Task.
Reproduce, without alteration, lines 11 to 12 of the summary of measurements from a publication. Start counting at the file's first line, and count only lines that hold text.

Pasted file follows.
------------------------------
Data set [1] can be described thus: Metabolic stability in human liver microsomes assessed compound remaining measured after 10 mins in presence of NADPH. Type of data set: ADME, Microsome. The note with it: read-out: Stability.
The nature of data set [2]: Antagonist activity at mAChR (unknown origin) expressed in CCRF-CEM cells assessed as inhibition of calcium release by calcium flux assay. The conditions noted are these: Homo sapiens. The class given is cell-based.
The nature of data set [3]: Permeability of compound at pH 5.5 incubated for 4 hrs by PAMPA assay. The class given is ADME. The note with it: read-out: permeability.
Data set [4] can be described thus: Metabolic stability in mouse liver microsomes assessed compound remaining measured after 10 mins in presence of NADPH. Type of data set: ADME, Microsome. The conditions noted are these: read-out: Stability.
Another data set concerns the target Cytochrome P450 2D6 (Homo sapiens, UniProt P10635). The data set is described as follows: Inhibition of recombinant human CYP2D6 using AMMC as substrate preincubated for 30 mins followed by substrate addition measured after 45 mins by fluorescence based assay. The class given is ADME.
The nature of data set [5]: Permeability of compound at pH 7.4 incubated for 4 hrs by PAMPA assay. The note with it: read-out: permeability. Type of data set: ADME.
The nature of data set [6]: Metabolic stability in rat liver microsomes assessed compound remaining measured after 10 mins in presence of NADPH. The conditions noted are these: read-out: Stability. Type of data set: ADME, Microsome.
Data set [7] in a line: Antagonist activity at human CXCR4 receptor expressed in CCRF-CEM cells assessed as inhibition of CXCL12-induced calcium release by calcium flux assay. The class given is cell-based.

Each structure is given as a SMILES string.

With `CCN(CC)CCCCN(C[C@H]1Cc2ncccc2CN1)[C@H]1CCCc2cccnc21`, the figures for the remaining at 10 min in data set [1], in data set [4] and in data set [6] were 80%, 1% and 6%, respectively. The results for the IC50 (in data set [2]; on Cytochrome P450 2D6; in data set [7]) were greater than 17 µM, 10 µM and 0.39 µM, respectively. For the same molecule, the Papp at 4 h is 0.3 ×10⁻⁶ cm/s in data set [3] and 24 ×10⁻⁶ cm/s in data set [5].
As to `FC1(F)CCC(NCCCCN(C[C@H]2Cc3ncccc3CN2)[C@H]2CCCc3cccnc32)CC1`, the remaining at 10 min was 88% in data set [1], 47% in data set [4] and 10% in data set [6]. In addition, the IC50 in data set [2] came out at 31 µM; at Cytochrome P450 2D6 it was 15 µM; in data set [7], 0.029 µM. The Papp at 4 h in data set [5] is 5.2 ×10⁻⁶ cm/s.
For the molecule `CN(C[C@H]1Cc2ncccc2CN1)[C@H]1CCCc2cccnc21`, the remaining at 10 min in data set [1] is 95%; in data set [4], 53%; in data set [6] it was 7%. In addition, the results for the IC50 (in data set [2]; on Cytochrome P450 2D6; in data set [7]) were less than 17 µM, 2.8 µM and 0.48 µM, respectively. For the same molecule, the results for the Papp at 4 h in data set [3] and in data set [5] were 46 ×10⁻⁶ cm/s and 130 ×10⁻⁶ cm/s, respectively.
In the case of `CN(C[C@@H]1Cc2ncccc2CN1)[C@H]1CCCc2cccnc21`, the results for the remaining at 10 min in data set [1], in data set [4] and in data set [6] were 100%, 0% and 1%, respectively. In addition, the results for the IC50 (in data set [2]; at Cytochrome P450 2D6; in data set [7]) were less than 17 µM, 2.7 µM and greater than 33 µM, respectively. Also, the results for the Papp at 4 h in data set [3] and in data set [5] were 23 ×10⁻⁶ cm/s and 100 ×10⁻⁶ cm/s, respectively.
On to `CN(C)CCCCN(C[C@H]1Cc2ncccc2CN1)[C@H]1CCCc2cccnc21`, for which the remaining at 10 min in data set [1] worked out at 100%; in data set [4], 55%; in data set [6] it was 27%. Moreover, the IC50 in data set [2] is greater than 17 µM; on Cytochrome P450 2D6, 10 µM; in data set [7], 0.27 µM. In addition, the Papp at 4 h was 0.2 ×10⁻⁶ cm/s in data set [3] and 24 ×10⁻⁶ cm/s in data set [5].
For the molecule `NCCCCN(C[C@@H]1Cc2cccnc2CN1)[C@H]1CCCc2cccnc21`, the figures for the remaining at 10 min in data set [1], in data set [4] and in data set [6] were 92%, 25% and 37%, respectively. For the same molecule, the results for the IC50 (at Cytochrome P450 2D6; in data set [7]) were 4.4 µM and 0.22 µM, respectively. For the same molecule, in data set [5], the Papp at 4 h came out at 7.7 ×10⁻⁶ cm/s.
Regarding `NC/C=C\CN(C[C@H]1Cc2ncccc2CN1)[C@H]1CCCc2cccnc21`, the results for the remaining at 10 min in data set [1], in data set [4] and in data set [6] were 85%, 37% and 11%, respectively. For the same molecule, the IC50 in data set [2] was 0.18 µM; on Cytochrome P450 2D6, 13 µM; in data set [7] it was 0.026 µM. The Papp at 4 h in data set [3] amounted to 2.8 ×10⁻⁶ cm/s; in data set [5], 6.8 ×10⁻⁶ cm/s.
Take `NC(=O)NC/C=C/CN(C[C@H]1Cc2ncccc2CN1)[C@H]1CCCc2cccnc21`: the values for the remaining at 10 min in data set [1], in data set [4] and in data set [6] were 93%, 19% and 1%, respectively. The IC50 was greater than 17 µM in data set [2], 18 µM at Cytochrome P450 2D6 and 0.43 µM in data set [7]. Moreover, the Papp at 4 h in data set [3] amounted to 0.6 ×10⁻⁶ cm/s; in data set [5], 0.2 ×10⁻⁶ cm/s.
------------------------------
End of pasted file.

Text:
As to `FC1(F)CCC(NCCCCN(C[C@H]2Cc3ncccc3CN2)[C@H]2CCCc3cccnc32)CC1`, the remaining at 10 min was 88% in data set [1], 47% in data set [4] and 10% in data set [6]. In addition, the IC50 in data set [2] came out at 31 µM; at Cytochrome P450 2D6 it was 15 µM; in data set [7], 0.029 µM. The Papp at 4 h in data set [5] is 5.2 ×10⁻⁶ cm/s.
For the molecule `CN(C[C@H]1Cc2ncccc2CN1)[C@H]1CCCc2cccnc21`, the remaining at 10 min in data set [1] is 95%; in data set [4], 53%; in data set [6] it was 7%. In addition, the results for the IC50 (in data set [2]; on Cytochrome P450 2D6; in data set [7]) were less than 17 µM, 2.8 µM and 0.48 µM, respectively. For the same molecule, the results for the Papp at 4 h in data set [3] and in data set [5] were 46 ×10⁻⁶ cm/s and 130 ×10⁻⁶ cm/s, respectively.